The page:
• Are Universities Special?

    • Authors: Shubha Ghosh
      Abstract: Universities offer a space for development of ideas, exploration of basic research, and productive outlets for creation and invention. As such, they are key to the innovation environment within which intellectual property laws operate. Although scholarship has focused on universities as institutions counter to other institutions like markets and government, less attention has been paid to universities as organizations, a site for governance through detailed rules and commonly understood norms. When understood as an organization, universities display three overlapping, but distinct models: one of pure research, one of pure commercialization, and one of public purpose. These three models together define a multivalent view of the university. This Article examines the implications of this multivalent view of the university as organization to the issues of patent and copyright ownership, infringement, and enforcement. The multivalent model presented here provides a more robust and valuable approach to gauging the role of universities in promotion invention and innovation.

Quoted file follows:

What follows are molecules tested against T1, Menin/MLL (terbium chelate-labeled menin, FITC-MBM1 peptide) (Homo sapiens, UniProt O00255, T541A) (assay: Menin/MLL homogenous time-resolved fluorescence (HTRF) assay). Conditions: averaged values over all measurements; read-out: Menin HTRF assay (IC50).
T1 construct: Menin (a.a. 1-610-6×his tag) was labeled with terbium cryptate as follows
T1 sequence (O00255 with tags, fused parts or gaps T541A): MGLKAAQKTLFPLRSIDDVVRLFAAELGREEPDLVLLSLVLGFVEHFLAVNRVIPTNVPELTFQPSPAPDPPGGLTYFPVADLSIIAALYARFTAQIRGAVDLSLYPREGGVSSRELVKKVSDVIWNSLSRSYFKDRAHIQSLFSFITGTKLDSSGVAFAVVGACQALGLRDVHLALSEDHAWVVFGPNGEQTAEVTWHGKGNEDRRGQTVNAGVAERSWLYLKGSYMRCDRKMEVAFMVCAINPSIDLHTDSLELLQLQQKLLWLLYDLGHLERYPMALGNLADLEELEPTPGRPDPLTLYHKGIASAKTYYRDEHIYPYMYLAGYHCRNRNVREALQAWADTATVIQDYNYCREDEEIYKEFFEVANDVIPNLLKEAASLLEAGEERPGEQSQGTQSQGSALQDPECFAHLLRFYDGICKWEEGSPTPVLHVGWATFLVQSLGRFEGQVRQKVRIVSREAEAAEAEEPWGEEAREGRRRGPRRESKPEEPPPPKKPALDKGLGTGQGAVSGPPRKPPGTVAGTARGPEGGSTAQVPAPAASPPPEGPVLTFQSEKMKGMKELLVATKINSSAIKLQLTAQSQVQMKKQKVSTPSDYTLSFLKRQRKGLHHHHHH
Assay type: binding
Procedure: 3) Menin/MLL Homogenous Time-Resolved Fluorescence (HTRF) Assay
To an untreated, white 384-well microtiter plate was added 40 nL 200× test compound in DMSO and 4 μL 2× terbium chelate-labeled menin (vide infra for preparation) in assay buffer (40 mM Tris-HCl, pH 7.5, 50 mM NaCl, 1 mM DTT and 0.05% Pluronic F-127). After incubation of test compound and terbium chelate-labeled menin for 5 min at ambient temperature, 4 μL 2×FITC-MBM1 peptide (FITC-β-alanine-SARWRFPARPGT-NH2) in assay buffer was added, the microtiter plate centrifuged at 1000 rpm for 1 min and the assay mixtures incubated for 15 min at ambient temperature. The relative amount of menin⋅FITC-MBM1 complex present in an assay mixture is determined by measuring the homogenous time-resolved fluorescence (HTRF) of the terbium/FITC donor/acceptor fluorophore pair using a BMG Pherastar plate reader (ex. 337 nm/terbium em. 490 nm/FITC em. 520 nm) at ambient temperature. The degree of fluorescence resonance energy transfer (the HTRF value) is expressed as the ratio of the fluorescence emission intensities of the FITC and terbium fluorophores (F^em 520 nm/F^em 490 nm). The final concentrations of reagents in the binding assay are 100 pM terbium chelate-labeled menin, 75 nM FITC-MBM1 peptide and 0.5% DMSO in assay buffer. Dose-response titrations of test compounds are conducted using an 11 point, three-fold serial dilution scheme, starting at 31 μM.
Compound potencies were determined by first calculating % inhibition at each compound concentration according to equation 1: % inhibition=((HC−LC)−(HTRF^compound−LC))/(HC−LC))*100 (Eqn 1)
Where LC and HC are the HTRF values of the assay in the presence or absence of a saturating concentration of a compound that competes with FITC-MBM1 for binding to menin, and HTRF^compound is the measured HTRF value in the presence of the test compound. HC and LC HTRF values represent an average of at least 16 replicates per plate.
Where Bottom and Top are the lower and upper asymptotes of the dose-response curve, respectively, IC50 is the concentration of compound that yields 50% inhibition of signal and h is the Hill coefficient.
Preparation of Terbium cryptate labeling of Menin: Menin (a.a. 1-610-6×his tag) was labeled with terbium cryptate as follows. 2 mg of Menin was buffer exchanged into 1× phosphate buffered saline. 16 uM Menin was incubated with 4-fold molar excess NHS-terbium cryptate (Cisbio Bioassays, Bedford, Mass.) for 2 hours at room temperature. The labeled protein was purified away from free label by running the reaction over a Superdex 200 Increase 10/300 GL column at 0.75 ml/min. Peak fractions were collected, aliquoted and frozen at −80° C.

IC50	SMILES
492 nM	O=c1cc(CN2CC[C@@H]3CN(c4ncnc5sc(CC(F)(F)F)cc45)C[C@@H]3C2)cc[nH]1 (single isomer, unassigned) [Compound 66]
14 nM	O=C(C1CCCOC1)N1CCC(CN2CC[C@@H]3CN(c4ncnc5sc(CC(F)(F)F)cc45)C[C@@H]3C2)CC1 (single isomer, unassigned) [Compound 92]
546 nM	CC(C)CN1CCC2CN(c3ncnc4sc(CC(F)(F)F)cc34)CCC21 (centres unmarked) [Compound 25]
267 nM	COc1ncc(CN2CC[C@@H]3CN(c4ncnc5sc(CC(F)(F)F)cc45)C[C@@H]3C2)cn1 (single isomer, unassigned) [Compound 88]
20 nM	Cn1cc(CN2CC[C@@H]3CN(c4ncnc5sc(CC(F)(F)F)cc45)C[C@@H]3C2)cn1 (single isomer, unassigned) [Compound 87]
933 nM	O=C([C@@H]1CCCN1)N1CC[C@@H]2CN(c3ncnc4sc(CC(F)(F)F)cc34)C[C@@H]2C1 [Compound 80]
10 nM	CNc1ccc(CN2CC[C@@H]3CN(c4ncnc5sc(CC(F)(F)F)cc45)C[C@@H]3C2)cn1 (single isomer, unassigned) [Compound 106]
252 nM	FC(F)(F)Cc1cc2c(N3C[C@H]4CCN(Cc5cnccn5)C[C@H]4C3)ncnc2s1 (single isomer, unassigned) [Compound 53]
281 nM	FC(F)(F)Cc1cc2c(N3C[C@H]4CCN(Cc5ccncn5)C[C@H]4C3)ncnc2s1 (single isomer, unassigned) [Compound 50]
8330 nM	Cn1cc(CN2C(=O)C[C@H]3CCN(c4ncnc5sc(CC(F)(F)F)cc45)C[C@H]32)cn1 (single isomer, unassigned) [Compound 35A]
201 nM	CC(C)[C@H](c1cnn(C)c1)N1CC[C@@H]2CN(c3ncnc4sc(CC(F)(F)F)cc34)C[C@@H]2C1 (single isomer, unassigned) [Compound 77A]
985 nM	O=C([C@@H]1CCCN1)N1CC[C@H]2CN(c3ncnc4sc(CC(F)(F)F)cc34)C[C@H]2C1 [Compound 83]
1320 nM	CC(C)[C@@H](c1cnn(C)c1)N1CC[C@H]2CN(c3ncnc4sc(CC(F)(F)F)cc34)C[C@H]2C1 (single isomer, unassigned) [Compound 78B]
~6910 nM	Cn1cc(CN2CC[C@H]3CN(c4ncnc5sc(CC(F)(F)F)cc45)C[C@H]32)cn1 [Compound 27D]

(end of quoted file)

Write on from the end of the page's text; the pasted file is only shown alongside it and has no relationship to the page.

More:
PubDate: Fri, 22 Jul 2016 10:10:58 PDT
  • Intellectual Property Revenue Sharing as a Problem for University
           Technology Transfer

    • Authors: Jennifer Carter-Johnson